Electronic Theatre In-depth Review: Painkiller: Hell & Damnation

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Rating: 5.0/5 (7 votes cast)

Electronic Theatre ImageOriginally released in 2004, People Can Fly – of Bulletstorm fame – cut their teeth on Painkiller and its associated expansions. Launching in a different era, Painkiller resonated with the PC gaming first-person shooter (FPS) crowd by delivering them a familiar experience with a modern, mature dressing. Painkiller was a balls-out shooting experience: pull the trigger then ask questions. Eight years later the genre has changed considerably, but the Serious Sam’s and Duke Nukem’s that inspired Painkiller are also making comebacks.

Maybe it was Serious Sam’s successful rebirth as a digital franchise and the eventual – and welcome – release of Duke Nukem Forever that gave Nordic Games the courage to invest in a rebirth of the franchise, with Painkiller: Hell & Damnation now available on PC (reengineered for modern hardware by The Farm51) and also coming to consoles early next year, but as this is a remake it might seem rather odd that the franchise is going up against the same names it was compared to first time around. Much has happened in the FPS genre over the past eight years, but for the no-nonsense bloodthirsty action experience it’s been little more than a steady decline.

It this briefest of summaries of the past ten years in FPS didn’t present an argument for a videogame that will divide audiences straight down the middle there is little that could possibly cast such a picture. Painkiller: Hell & Damnation is as enjoyable as it is derivative; as ignorable as it is compelling. Everything you will see here you’ll have seen before, and you’ll probably have seen it done better too, but there’s no denying that the plight of Daniel Garner as he fights against hell’s minions in order to see his wife one last time is simply enthralling.

The campaign is a straight forward blastathon. While the story exposition, visual design and technical clout had clearly progressed in leaps and bounds, Painkiller: Hell & Damnation is an example of how the core gameplay experience remained largely untouched since the title that broke FPS into the mainstream gaming consciousness, DOOM. Most closely comparable to Serious Sam, Painkiller: Hell & Damnation sees players enter an area and be faced with dozens of enemies vying for their blood. Swift movement and a decisive aim is what is needed to take care of the hordes, and upon clearly the area the player will be able to progress to another area. A small amount of pathfinding is also required but this doesn’t compare to that of Duke Nukem 3D in anyway, it is simply a case of looking for a new route rather than having to create one or solving a puzzle.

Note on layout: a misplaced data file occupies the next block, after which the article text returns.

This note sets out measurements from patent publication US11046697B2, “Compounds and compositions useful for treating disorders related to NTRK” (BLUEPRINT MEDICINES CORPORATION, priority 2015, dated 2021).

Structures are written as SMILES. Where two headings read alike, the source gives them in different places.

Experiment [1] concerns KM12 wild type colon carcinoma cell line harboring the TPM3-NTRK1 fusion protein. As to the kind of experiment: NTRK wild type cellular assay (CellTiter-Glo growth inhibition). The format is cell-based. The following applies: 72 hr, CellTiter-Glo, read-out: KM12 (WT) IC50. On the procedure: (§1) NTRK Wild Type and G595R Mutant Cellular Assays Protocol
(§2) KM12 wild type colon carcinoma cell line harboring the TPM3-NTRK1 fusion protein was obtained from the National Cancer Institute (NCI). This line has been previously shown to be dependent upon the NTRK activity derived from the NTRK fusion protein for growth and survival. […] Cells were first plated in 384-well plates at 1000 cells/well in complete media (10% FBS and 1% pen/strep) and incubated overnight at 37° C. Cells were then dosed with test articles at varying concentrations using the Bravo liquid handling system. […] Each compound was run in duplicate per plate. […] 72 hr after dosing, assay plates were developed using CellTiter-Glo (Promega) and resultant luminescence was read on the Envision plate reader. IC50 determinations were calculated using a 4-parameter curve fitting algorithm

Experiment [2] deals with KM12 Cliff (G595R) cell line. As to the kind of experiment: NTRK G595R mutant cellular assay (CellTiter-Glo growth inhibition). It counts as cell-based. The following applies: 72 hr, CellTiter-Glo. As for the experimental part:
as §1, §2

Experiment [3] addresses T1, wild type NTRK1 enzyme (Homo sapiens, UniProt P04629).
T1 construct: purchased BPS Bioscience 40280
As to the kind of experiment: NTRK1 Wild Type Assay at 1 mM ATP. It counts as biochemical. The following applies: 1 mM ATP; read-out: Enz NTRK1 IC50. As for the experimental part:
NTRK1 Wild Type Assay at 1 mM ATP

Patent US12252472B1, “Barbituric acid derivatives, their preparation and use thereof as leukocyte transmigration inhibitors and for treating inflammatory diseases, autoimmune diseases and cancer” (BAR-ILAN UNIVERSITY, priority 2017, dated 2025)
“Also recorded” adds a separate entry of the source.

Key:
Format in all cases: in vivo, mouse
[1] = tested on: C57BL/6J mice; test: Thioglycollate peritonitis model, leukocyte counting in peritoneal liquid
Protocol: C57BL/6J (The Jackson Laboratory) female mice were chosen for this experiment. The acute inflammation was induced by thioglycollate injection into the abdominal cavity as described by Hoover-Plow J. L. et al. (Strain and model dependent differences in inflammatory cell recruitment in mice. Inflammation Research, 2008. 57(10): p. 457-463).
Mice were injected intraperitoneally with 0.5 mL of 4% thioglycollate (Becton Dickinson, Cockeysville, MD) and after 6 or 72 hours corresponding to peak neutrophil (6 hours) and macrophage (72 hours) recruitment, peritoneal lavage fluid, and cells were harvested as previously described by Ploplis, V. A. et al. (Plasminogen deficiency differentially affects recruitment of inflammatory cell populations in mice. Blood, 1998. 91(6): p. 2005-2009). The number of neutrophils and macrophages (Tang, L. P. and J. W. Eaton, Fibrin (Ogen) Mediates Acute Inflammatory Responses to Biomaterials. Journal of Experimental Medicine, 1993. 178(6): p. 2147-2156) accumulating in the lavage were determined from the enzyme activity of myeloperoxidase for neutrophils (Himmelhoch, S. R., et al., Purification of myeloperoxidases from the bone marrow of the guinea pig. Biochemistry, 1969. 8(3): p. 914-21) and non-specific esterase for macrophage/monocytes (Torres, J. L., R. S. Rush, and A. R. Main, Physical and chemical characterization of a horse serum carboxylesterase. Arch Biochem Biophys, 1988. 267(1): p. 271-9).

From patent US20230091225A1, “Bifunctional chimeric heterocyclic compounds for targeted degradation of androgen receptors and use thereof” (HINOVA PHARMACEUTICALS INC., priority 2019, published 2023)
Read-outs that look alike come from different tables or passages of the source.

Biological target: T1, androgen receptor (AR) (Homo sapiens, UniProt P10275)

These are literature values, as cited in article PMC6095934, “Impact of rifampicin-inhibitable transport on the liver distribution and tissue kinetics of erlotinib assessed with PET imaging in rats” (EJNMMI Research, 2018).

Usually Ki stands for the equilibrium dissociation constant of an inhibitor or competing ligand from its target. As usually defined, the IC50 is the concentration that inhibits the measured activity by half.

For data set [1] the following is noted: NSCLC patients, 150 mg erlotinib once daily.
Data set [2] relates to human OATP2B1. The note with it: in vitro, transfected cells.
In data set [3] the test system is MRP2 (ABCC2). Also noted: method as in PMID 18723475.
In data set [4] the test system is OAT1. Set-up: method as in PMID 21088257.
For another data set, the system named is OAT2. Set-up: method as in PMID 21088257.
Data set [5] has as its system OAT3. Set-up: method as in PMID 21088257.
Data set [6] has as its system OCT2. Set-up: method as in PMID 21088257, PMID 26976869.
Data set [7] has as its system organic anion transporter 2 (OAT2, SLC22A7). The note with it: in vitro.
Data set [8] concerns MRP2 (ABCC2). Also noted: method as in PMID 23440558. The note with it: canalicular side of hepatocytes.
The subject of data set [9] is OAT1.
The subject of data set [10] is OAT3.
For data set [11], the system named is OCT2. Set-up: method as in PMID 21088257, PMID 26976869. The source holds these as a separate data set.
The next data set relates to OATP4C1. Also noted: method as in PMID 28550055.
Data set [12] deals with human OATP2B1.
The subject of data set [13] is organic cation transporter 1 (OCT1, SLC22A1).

The multiplayer gameplay modes allows for both co-operative play of the main campaign and competitive gameplay on specifically designed arenas. The typical gameplay modes – deathmatch, team deathmatch and capture the flag – are accompanied by a survival mode. Essentially a less customisable version of the modern Horde mode, players are thrown into an arena and tasked with killing a certain amount of enemies. Upon having done so, the player who died the least will claim victory. It’s a simple design, but a welcome addition to the package nonetheless.

Painkiller: Hell & Damnation is as striking visually as it was back in 2004. The pseudo-gothic design is a refreshing change of pace to the many modern settings that litter the FPS videogames of today and was clearly the inspiration for many elements of Grasshopper Manufacture’s fantastic horror adventure, Shadows of the Damned, most notably in that of the aesthetic quality of the weaponry. The soundtrack is also very well presented, with suitably clichéd metal and bass-heavy sound effects to hammer-home that all important ‘boom’ as the shotgun kicks back.

Available on it’s original host format right now and coming to consoles early next year, Painkiller: Hell & Damnation is being presented in such a fashion that it deserves to find an audience on all three formats. It’s unlikely to rock too many boats – indeed, much of the potential FPS audience will find it too derivative to take seriously – but for those gamers who still welcome a few mindless hours of twitch-based gameplay, Painkiller: Hell & Damnation will most certainly fill a hole. Just as the past dictates, Painkiller remains inferior to the franchises that inspired it, but nonetheless it offers an enjoyable and uncomplicated few hours of escapism every time you play it.












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